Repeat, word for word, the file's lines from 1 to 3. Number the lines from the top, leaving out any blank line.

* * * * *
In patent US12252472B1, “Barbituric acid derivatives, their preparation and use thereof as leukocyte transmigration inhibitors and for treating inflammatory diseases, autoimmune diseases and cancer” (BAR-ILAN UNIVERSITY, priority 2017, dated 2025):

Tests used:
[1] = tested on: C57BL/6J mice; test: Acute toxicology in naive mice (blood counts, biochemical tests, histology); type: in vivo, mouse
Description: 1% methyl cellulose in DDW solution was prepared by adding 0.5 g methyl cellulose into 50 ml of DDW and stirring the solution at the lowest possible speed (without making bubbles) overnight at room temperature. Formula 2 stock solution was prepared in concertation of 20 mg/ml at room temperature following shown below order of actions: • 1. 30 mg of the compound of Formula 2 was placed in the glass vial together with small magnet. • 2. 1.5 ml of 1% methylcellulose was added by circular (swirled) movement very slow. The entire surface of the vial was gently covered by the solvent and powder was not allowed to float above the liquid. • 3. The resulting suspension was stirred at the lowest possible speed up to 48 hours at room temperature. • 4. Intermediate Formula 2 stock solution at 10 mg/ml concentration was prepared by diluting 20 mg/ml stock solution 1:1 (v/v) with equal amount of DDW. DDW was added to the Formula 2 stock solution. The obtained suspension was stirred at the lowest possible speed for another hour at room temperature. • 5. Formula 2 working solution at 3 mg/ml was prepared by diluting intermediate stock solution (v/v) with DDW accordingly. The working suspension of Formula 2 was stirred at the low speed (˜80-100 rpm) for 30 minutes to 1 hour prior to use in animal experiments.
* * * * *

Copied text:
In patent US12252472B1, “Barbituric acid derivatives, their preparation and use thereof as leukocyte transmigration inhibitors and for treating inflammatory diseases, autoimmune diseases and cancer” (BAR-ILAN UNIVERSITY, priority 2017, dated 2025):

Tests used:
[1] = tested on: C57BL/6J mice; test: Acute toxicology in naive mice (blood counts, biochemical tests, histology); type: in vivo, mouse